This is an academic essay written by a postgraduate student here at CCCU. Stewart Hill (the student) has kindly given me permission to publish this on our blog site as it summarises (with evidence) a lot of what I hear about degrees / education in policing in the context of making the police more professional…. a very good piece of work.
‘Provide a critical review of the current agenda to promote police professionalism’
According to Green & Gates (2014) the concept of professionalisation and the police has been debated for over a century (Green & Gates 2014 p.75). Sklansky (2011) argues that the current police reform agenda is now dominated by the ideal of professionalisation (Sklansky 2011 p.1) and as it is developed, police in the UK are experiencing radical changes and significant challenges (Thomas 2014 p.5). This concept is underpinned in the Neyroud Review (2011), which is one of many initiatives aimed at professionalising policing (Heslop & White 2011 p.9). In his review Neyroud sets out his vision for increased university involvement in the education and training of officers.
According to Bruns & Bruns (2015) society currently demands a professionalised police service and sets high expectations that officers will be educated, skilled and representative of the societies they serve (Bruns & Bruns 2015 p.122). Consequently, I intend to critically review how university education and subsequent knowledge based policing supports the drive for professionalisation and highlight some unintended consequences of this concept.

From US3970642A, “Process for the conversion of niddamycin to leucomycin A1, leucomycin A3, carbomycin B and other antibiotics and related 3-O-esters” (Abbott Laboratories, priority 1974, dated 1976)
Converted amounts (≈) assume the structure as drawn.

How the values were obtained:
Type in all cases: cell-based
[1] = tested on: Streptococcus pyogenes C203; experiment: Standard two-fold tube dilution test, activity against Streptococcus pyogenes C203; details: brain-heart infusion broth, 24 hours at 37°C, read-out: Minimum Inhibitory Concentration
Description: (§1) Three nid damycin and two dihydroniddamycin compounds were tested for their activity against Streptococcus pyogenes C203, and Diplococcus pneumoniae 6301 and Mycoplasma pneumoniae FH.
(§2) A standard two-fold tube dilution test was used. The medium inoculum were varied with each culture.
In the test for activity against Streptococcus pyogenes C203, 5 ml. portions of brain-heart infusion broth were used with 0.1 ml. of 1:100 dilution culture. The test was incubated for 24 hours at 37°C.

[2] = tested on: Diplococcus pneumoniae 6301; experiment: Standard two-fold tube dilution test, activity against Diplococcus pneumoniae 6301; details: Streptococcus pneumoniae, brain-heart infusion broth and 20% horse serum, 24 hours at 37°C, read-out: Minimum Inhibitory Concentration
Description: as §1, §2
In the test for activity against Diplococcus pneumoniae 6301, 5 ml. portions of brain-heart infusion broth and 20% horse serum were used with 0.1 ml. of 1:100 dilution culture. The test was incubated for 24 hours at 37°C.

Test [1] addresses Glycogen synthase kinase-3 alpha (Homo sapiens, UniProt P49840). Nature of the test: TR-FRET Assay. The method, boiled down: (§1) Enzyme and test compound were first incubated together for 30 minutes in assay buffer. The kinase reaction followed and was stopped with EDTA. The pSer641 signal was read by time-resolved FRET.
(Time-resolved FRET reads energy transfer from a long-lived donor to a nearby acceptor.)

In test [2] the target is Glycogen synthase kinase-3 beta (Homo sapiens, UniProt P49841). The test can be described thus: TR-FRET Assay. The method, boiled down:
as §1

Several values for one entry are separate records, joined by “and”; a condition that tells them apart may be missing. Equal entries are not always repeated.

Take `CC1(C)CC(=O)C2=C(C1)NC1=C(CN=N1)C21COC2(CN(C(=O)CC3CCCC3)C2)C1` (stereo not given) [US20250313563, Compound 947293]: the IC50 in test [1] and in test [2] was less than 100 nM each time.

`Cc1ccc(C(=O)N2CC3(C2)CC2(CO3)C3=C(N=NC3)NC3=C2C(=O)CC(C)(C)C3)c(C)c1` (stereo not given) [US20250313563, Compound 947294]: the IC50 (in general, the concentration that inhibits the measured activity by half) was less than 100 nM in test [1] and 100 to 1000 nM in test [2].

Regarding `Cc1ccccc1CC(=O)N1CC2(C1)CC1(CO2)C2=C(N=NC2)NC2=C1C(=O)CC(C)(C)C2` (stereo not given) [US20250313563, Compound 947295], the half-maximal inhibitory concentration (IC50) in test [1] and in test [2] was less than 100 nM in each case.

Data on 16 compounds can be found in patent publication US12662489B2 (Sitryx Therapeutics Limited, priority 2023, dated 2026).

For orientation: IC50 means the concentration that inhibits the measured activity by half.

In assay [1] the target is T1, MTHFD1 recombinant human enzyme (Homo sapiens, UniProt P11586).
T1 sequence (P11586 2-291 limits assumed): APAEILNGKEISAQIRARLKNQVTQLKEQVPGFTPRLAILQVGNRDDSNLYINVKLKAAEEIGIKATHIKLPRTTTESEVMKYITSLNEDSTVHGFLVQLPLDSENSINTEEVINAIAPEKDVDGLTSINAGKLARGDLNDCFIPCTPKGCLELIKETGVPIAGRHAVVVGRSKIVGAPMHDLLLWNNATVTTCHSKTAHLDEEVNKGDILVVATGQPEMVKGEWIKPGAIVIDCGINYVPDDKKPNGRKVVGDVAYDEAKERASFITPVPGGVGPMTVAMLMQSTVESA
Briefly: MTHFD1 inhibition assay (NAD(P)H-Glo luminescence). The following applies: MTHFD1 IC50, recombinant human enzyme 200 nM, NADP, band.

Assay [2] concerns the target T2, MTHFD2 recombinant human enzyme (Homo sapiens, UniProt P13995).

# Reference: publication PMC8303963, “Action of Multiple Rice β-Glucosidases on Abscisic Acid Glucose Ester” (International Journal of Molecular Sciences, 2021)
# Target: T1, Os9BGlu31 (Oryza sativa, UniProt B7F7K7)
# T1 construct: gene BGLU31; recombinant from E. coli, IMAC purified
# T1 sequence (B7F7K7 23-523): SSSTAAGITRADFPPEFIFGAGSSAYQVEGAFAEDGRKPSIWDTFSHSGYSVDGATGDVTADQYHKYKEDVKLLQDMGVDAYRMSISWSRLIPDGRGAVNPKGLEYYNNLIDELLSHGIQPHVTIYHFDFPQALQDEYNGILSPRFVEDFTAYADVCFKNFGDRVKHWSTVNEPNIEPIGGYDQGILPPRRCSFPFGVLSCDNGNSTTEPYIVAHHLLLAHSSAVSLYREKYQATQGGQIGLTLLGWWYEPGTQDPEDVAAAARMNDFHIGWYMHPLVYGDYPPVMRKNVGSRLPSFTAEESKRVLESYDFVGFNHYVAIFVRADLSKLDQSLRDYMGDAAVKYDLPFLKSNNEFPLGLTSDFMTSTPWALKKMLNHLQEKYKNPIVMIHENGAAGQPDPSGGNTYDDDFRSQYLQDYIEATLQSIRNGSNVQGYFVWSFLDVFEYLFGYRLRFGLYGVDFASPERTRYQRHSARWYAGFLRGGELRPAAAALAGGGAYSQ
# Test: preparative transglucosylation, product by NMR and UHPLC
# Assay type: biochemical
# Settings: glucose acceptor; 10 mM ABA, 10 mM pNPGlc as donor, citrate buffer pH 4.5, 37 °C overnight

The term professionalism has become associated with overall proposals for change and performance (Walker 2014 p.704). According to Green & Gates (2014) professionalisation is the transformation of occupation to profession. The definition of a profession is wide ranging, often argued and continually changing (Green & Gates 2014 p.75). Consequently, there is no complete definition however, there are characteristics that have been generally accepted. According to Walker (2014) professional knowledge, professional autonomy and service ideal are the most important dimensions to gauge and determine professional status. It has been debated whether the police have achieved professional status (Wilson 1968, Reiss 1971) or will ever achieve it due to their unique position of being subject to public scrutiny and control (Kelley & Norrgard 1971 p.322).
According to HMIC (2004) there is wide agreement of the need for a professional and highly skilled workforce in modern policing (HMIC 2004 p.28). Consequently, there is a drive to involve universities in both delivering training to police recruits (Heslop 2010b) and potentially the prerequisite for degree level qualifications for constables and post graduate degrees for superintendents (BBC 2015).